FrightFest review – Double Date

My notes on the British horror comedy.

This splices lad comedy with horror the way Kill List does gangster film with horror … it’s not entirely a natural mix, though it has precedents in the likes of Vamp and Doghouse (and, ahem, Lesbian Vampire Killers), but makes for a fresh, fun debut from director Benjamin Barfoot and writer-star Danny Morgan, with standout performances from Kelly Wenham and Georgia Groome as a homicidal sister act.  Likable schlub Jim (Morgan) is about to turn thirty and is still a virgin, so his more outgoing mate Alex (Michael Socha) decides that he really ought to get laid – which seems a distant prospect until they run into Kitty (Wenham) and Lulu (Groome), who are trawling the clubs for their next victims.  The sisters are sought-after as serial killers, but their crimes have a ritualistic element which brings in a supernatural third act casting horror-star-of-the-future James Swanton as their dead-ish father.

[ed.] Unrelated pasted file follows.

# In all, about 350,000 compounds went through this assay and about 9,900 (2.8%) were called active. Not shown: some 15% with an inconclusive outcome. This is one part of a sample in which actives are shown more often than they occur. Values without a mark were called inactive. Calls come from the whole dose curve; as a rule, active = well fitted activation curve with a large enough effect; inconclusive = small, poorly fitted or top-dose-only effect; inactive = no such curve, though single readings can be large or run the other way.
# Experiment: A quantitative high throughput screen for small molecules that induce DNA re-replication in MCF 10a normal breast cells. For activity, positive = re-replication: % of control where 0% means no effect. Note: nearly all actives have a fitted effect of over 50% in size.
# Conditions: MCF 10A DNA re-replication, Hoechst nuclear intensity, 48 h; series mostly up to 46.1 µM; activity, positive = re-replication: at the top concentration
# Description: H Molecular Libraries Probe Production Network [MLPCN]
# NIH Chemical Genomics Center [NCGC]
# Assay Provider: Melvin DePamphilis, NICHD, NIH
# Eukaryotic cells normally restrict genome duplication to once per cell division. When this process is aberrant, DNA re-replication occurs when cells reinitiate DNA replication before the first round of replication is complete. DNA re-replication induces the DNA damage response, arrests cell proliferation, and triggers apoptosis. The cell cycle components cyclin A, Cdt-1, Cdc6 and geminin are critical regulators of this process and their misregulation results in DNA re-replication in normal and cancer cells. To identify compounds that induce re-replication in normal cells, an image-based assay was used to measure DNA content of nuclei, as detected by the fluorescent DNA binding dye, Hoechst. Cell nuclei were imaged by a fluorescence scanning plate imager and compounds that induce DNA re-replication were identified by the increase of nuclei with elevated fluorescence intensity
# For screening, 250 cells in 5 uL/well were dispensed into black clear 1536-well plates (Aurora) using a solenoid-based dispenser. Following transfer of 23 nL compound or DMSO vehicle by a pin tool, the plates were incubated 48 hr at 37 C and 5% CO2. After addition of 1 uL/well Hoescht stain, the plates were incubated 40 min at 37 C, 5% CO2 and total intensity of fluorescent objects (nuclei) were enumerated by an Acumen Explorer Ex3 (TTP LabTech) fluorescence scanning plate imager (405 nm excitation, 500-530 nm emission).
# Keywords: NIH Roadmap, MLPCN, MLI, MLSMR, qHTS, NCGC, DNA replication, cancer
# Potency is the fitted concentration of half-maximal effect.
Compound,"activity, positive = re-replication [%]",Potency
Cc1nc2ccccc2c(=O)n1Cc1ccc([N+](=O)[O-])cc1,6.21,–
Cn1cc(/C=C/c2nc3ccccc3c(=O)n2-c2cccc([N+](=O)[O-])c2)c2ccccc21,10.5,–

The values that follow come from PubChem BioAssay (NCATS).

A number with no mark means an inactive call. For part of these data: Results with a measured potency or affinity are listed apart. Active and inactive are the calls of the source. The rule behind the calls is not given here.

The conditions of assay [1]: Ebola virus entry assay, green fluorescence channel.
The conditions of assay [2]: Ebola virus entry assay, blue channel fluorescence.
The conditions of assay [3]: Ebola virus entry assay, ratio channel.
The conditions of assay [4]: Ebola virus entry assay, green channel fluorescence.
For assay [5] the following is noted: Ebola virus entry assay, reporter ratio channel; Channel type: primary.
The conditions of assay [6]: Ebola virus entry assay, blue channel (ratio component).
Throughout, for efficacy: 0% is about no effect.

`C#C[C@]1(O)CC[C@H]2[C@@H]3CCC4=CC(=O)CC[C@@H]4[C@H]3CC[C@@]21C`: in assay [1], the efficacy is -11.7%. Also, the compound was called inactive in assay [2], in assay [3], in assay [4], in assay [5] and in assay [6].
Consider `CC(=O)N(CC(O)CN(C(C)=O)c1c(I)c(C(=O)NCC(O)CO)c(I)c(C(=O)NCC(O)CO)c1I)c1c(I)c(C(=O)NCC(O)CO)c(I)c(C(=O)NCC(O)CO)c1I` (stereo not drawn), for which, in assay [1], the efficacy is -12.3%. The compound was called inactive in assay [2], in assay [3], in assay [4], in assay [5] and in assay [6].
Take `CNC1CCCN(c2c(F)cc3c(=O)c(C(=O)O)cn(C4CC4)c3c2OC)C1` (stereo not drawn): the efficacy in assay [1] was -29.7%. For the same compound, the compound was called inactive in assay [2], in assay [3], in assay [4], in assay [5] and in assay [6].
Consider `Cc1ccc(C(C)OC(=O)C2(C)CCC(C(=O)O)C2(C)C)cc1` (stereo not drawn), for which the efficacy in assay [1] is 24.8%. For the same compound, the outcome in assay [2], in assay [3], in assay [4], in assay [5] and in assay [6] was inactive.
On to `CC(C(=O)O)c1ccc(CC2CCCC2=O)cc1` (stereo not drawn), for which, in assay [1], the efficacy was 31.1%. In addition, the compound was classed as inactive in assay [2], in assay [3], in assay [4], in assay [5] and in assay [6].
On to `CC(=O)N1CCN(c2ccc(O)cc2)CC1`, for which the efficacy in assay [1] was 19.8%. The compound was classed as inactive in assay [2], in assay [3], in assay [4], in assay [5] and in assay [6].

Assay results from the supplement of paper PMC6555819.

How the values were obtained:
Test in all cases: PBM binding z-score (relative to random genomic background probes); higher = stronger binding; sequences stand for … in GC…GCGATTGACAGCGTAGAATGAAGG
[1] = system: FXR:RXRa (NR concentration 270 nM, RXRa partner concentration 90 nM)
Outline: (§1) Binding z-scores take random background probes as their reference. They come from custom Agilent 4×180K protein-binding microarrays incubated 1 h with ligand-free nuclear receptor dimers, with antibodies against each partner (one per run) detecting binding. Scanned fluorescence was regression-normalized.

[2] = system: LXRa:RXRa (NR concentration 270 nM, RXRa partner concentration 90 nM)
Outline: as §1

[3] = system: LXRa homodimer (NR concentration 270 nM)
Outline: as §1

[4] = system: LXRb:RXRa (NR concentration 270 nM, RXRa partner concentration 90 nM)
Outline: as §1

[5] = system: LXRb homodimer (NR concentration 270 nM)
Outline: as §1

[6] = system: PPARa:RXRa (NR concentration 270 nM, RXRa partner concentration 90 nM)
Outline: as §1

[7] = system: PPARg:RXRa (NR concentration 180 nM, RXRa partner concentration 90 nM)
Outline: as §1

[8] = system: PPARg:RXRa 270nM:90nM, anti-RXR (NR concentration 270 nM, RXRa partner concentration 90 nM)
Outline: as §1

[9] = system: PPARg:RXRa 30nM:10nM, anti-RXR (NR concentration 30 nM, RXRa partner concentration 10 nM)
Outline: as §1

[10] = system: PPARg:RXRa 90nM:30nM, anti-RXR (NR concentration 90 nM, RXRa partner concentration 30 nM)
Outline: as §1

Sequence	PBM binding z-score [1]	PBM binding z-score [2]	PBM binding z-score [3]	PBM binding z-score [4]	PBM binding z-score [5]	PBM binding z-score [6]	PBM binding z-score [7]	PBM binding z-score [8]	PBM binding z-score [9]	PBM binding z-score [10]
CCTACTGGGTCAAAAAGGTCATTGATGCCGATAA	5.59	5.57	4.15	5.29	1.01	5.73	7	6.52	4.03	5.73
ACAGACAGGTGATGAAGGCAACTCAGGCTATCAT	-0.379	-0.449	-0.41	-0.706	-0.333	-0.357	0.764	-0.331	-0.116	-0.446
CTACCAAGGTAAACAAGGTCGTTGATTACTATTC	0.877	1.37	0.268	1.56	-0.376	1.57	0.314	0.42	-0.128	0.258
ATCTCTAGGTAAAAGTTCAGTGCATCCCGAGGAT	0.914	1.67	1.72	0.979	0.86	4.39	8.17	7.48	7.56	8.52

However, before we get to the house of horrors, the film follows the wayward course of an evening in which Jim and sweet-natured Lulu find themselves ideally matched while overcompensating plonker Alex grates on the bloodthirstier Kitty.  Somehow, both couples make detours to family homes, which yields a charmingly awkward sequence as Jim introduces Lulu to his singalong Christian family who are embarrassing but loving, while Alex has to look up his reprobate Dad (Dexter Fletcher) in a sordid caravan and we get a glimpse of exactly why he has turned out the way he has.  The jokes don’t all work, but the structure is solid and the performances really sell the characters – Socha even makes Alex not unbearable by showing the lad’s pain and sly envy of his supposed loser best friend’s home life, while Wenham is stylishly murderous as the most cold-blooded cultist, and even she’s cutting up men and preparing virgin sacrifices out of love.


The third act is more conventional horror stuff, with echoes of The Wicker Man and The Texas Chain Saw Massacre – but Barfoot manages a segue from shaggy dog story into gruesome nightmare very well.

Teaser trailer here.





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